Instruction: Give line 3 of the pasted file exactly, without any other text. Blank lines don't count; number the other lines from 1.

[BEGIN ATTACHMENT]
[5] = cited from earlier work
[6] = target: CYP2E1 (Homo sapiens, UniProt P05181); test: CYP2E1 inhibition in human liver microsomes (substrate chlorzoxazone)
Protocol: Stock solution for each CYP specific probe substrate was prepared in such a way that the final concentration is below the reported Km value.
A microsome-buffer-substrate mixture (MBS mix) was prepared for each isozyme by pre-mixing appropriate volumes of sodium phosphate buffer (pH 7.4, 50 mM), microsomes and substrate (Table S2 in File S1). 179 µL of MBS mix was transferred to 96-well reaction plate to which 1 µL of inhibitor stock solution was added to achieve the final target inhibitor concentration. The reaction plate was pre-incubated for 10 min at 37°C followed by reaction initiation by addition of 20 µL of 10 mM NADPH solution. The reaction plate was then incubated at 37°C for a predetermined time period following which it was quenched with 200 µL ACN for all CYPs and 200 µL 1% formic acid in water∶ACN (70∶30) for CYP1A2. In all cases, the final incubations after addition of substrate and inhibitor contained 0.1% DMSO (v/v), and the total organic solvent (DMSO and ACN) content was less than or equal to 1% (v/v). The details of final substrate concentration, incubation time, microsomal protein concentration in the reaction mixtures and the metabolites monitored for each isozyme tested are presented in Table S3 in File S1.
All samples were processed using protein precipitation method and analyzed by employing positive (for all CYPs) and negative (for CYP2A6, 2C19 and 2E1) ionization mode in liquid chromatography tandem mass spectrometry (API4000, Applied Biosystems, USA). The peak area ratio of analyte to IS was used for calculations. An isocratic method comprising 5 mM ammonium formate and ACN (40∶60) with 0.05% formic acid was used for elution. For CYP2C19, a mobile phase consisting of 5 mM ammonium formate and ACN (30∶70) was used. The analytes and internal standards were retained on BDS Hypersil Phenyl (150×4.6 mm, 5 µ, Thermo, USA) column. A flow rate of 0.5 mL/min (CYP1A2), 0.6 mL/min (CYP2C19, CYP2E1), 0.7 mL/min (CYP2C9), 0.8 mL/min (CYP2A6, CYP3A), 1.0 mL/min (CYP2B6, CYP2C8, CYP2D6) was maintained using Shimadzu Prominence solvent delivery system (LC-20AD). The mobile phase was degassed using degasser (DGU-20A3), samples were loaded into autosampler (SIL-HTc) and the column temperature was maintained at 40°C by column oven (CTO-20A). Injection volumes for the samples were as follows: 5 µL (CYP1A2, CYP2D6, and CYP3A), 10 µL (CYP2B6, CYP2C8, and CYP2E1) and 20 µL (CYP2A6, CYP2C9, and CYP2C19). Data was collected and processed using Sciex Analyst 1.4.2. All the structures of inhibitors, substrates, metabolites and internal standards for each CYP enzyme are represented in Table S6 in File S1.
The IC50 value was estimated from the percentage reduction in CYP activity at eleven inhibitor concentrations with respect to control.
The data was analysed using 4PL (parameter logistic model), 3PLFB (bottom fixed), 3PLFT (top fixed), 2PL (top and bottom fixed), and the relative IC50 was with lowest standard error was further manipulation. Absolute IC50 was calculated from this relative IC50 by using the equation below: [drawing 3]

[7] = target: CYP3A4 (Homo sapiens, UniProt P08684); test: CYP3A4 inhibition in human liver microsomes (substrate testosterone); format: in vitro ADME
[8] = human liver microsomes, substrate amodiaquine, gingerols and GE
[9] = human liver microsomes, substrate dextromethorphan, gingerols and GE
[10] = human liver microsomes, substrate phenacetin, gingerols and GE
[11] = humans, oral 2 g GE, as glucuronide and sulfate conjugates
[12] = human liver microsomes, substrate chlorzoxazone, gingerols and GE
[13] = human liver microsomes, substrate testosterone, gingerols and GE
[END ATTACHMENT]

Protocol: Stock solution for each CYP specific probe substrate was prepared in such a way that the final concentration is below the reported Km value.